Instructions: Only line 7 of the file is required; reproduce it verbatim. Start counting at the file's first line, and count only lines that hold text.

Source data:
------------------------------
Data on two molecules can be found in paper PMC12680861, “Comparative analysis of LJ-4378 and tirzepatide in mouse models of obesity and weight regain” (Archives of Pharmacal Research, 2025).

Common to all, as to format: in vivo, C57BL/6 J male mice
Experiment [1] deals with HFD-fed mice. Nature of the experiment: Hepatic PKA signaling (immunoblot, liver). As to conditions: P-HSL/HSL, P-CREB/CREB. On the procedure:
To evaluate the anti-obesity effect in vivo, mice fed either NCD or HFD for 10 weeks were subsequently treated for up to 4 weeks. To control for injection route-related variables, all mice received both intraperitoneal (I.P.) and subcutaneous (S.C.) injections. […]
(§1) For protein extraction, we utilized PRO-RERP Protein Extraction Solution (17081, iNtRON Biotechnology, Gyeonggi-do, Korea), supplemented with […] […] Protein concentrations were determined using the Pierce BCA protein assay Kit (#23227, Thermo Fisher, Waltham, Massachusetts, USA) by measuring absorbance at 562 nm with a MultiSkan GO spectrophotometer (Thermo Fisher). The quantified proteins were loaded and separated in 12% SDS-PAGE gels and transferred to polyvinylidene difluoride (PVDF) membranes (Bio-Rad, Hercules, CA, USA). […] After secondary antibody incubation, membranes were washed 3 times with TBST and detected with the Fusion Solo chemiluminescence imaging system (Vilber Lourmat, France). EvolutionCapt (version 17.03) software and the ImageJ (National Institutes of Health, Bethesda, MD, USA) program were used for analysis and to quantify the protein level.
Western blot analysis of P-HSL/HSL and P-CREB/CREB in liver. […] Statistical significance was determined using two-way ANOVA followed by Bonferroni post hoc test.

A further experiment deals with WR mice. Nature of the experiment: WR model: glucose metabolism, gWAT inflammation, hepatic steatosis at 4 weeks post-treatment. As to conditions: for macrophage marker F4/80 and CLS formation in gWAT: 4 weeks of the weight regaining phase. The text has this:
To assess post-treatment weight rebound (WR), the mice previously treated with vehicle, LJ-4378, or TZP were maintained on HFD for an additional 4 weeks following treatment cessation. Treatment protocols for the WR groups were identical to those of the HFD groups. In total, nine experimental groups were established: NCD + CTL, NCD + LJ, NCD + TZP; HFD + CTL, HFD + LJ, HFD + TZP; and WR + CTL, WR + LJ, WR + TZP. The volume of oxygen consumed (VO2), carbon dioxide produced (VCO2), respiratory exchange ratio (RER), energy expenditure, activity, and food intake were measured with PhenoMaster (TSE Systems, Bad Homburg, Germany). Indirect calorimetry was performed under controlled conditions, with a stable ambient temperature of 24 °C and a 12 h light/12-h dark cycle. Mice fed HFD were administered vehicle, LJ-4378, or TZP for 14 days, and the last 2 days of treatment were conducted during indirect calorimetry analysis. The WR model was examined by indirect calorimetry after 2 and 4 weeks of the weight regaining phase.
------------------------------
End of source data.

A further experiment deals with WR mice. Nature of the experiment: WR model: glucose metabolism, gWAT inflammation, hepatic steatosis at 4 weeks post-treatment. As to conditions: for macrophage marker F4/80 and CLS formation in gWAT: 4 weeks of the weight regaining phase. The text has this: